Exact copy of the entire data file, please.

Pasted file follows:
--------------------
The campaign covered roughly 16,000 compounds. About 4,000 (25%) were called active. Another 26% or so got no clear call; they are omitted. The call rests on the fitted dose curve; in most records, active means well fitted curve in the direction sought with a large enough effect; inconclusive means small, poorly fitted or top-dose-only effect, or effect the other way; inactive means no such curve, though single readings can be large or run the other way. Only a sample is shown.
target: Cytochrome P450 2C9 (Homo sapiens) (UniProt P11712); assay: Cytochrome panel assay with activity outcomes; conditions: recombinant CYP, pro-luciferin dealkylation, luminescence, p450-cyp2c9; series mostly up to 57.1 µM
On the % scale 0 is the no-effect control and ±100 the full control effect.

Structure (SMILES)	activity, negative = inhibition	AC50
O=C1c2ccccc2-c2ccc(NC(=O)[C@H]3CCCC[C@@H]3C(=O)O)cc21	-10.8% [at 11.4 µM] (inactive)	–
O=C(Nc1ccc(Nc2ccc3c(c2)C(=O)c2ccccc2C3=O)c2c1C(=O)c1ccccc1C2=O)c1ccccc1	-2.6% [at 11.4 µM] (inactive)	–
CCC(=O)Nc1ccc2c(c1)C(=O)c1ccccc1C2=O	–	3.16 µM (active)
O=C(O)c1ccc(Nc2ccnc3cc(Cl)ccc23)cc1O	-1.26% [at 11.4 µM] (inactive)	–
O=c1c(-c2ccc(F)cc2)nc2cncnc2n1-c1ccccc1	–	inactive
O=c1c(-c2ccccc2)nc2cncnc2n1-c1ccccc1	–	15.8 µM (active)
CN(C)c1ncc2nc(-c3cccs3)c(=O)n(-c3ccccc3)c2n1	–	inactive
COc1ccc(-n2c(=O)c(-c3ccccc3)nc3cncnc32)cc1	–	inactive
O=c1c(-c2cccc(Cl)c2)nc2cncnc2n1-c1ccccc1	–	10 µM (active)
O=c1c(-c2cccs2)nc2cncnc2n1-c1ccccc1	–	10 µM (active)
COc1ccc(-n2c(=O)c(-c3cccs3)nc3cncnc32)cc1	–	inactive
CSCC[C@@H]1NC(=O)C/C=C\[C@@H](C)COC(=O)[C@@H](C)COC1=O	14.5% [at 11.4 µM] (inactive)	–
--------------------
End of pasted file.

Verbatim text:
The campaign covered roughly 16,000 compounds. About 4,000 (25%) were called active. Another 26% or so got no clear call; they are omitted. The call rests on the fitted dose curve; in most records, active means well fitted curve in the direction sought with a large enough effect; inconclusive means small, poorly fitted or top-dose-only effect, or effect the other way; inactive means no such curve, though single readings can be large or run the other way. Only a sample is shown.
target: Cytochrome P450 2C9 (Homo sapiens) (UniProt P11712); assay: Cytochrome panel assay with activity outcomes; conditions: recombinant CYP, pro-luciferin dealkylation, luminescence, p450-cyp2c9; series mostly up to 57.1 µM
On the % scale 0 is the no-effect control and ±100 the full control effect.

Structure (SMILES)	activity, negative = inhibition	AC50
O=C1c2ccccc2-c2ccc(NC(=O)[C@H]3CCCC[C@@H]3C(=O)O)cc21	-10.8% [at 11.4 µM] (inactive)	–
O=C(Nc1ccc(Nc2ccc3c(c2)C(=O)c2ccccc2C3=O)c2c1C(=O)c1ccccc1C2=O)c1ccccc1	-2.6% [at 11.4 µM] (inactive)	–
CCC(=O)Nc1ccc2c(c1)C(=O)c1ccccc1C2=O	–	3.16 µM (active)
O=C(O)c1ccc(Nc2ccnc3cc(Cl)ccc23)cc1O	-1.26% [at 11.4 µM] (inactive)	–
O=c1c(-c2ccc(F)cc2)nc2cncnc2n1-c1ccccc1	–	inactive
O=c1c(-c2ccccc2)nc2cncnc2n1-c1ccccc1	–	15.8 µM (active)
CN(C)c1ncc2nc(-c3cccs3)c(=O)n(-c3ccccc3)c2n1	–	inactive
COc1ccc(-n2c(=O)c(-c3ccccc3)nc3cncnc32)cc1	–	inactive
O=c1c(-c2cccc(Cl)c2)nc2cncnc2n1-c1ccccc1	–	10 µM (active)
O=c1c(-c2cccs2)nc2cncnc2n1-c1ccccc1	–	10 µM (active)
COc1ccc(-n2c(=O)c(-c3cccs3)nc3cncnc32)cc1	–	inactive
CSCC[C@@H]1NC(=O)C/C=C\[C@@H](C)COC(=O)[C@@H](C)COC1=O	14.5% [at 11.4 µM] (inactive)	–